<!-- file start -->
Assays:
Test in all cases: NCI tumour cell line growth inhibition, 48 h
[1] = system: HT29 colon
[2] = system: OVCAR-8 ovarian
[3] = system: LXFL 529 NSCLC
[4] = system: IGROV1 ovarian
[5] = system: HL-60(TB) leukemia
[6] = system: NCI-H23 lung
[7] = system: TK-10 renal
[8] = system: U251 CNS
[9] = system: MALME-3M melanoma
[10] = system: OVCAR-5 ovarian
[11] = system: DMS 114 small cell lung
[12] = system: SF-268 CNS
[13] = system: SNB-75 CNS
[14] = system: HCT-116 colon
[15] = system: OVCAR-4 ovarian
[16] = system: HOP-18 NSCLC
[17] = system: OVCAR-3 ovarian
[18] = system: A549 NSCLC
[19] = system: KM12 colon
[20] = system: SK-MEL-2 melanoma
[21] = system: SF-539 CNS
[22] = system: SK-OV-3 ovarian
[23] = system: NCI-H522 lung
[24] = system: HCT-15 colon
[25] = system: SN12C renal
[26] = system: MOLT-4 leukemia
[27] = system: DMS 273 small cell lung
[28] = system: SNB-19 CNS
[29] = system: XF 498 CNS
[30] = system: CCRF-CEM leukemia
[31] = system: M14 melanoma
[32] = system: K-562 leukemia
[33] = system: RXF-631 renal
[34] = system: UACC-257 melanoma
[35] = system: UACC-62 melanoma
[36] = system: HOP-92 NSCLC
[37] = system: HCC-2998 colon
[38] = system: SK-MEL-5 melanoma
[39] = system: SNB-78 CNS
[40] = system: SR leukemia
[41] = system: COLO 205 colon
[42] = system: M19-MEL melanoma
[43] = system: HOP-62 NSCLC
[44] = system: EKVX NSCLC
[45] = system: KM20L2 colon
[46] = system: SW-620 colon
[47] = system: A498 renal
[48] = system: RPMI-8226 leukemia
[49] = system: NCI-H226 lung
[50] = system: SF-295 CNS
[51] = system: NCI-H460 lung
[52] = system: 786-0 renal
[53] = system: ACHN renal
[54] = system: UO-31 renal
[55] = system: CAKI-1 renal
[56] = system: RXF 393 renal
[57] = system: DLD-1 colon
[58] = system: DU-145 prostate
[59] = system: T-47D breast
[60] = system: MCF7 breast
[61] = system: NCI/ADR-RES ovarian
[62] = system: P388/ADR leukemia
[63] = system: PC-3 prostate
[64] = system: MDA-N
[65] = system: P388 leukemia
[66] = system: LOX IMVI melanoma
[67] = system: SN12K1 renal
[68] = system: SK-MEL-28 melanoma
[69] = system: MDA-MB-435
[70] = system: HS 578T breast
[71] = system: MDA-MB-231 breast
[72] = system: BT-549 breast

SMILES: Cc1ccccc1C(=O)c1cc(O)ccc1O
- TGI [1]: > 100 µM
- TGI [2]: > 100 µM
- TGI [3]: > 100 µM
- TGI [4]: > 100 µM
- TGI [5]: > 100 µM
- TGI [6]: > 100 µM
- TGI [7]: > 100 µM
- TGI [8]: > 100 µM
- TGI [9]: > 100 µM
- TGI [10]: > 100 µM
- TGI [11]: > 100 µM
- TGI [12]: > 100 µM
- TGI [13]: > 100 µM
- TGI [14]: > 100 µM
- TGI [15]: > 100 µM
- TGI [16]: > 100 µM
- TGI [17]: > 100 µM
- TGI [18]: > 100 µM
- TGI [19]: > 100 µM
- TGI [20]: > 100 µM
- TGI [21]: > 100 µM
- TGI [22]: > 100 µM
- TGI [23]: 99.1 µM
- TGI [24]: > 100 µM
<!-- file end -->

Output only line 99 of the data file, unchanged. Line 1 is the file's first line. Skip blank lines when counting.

- TGI [24]: > 100 µM